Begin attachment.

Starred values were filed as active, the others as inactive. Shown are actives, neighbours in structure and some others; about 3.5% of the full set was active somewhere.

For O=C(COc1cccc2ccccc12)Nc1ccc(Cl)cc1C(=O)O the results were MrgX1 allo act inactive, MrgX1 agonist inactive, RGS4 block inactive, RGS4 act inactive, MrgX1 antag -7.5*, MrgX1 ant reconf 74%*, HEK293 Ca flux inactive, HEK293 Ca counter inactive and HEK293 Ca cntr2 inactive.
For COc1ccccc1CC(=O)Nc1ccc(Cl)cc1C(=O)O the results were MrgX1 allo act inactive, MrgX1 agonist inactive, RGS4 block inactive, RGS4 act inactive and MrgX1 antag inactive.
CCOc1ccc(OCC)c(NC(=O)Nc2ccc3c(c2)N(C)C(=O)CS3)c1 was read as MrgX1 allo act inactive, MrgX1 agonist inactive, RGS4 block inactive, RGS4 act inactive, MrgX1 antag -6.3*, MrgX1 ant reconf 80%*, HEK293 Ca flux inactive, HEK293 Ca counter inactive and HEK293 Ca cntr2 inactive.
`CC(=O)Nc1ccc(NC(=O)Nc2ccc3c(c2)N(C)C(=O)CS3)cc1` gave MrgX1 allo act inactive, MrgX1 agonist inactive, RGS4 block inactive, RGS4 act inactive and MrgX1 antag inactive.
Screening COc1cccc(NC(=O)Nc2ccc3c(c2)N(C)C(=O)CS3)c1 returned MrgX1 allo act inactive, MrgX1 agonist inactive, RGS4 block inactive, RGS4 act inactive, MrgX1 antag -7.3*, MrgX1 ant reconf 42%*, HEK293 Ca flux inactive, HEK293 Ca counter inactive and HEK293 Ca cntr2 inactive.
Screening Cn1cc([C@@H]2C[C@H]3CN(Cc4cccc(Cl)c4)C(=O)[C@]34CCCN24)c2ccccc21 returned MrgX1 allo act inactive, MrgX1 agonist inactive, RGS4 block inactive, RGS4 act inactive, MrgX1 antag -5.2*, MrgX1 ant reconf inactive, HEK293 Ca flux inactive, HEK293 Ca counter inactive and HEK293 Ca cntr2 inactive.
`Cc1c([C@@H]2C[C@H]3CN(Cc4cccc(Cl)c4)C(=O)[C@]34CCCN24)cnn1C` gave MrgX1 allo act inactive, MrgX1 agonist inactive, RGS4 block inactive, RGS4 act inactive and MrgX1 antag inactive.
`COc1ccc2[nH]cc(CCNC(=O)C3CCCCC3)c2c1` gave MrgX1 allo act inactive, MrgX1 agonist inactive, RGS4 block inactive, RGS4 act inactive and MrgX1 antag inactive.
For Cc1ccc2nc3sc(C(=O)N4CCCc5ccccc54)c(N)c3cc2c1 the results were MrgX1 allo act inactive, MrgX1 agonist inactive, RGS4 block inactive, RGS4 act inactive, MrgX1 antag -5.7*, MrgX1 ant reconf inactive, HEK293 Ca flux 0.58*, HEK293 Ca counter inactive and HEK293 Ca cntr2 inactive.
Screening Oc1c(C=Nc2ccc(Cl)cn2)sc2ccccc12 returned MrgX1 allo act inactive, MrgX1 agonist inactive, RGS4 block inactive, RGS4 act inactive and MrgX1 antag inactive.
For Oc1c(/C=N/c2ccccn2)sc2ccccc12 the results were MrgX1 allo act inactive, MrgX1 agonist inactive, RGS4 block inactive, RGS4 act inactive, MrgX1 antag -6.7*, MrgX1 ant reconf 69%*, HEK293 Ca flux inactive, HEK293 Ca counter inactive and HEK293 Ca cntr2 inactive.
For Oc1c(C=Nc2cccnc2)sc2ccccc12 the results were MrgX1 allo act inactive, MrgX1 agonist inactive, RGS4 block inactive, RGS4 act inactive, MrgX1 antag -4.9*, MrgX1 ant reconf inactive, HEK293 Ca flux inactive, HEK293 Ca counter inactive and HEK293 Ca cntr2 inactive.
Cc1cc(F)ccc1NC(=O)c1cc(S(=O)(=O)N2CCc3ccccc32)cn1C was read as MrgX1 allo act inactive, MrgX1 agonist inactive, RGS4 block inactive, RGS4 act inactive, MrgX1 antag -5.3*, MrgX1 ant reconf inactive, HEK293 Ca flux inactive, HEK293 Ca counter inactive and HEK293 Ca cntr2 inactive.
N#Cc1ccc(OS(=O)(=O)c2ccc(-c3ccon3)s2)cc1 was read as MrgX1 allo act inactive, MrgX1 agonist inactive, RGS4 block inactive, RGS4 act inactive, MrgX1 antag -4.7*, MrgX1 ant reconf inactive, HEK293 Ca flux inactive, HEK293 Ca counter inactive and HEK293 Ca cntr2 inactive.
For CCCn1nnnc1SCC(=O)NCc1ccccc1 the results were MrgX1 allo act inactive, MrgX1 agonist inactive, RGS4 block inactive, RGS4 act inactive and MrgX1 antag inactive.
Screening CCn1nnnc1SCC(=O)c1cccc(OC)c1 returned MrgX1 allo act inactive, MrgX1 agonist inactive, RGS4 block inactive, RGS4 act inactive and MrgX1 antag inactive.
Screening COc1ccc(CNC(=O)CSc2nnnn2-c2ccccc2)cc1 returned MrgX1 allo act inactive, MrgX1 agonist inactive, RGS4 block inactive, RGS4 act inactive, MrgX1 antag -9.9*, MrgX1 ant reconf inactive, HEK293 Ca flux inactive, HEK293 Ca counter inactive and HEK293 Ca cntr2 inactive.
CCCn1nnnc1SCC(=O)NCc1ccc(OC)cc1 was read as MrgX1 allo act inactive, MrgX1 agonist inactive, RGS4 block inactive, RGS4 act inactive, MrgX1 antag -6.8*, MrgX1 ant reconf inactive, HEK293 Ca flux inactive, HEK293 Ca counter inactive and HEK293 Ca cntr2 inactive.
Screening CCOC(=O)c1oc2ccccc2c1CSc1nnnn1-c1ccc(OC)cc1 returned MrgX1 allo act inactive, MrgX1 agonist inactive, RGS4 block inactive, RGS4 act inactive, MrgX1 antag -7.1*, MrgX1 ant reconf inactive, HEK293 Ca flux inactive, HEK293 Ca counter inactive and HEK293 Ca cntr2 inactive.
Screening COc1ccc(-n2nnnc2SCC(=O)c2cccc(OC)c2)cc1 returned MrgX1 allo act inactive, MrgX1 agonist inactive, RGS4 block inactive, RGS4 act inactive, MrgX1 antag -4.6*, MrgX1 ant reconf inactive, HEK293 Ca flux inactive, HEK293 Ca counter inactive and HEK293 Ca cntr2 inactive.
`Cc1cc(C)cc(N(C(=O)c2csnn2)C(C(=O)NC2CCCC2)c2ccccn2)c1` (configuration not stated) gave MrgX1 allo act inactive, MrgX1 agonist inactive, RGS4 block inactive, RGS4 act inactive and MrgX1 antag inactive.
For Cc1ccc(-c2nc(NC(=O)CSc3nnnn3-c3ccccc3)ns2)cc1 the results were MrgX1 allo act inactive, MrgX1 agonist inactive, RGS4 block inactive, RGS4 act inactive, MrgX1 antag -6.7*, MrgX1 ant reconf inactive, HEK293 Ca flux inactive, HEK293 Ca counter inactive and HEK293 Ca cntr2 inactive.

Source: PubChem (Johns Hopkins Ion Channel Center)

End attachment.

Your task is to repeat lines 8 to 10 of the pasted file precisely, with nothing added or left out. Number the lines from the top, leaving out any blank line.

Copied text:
`Cc1c([C@@H]2C[C@H]3CN(Cc4cccc(Cl)c4)C(=O)[C@]34CCCN24)cnn1C` gave MrgX1 allo act inactive, MrgX1 agonist inactive, RGS4 block inactive, RGS4 act inactive and MrgX1 antag inactive.
`COc1ccc2[nH]cc(CCNC(=O)C3CCCCC3)c2c1` gave MrgX1 allo act inactive, MrgX1 agonist inactive, RGS4 block inactive, RGS4 act inactive and MrgX1 antag inactive.
For Cc1ccc2nc3sc(C(=O)N4CCCc5ccccc54)c(N)c3cc2c1 the results were MrgX1 allo act inactive, MrgX1 agonist inactive, RGS4 block inactive, RGS4 act inactive, MrgX1 antag -5.7*, MrgX1 ant reconf inactive, HEK293 Ca flux 0.58*, HEK293 Ca counter inactive and HEK293 Ca cntr2 inactive.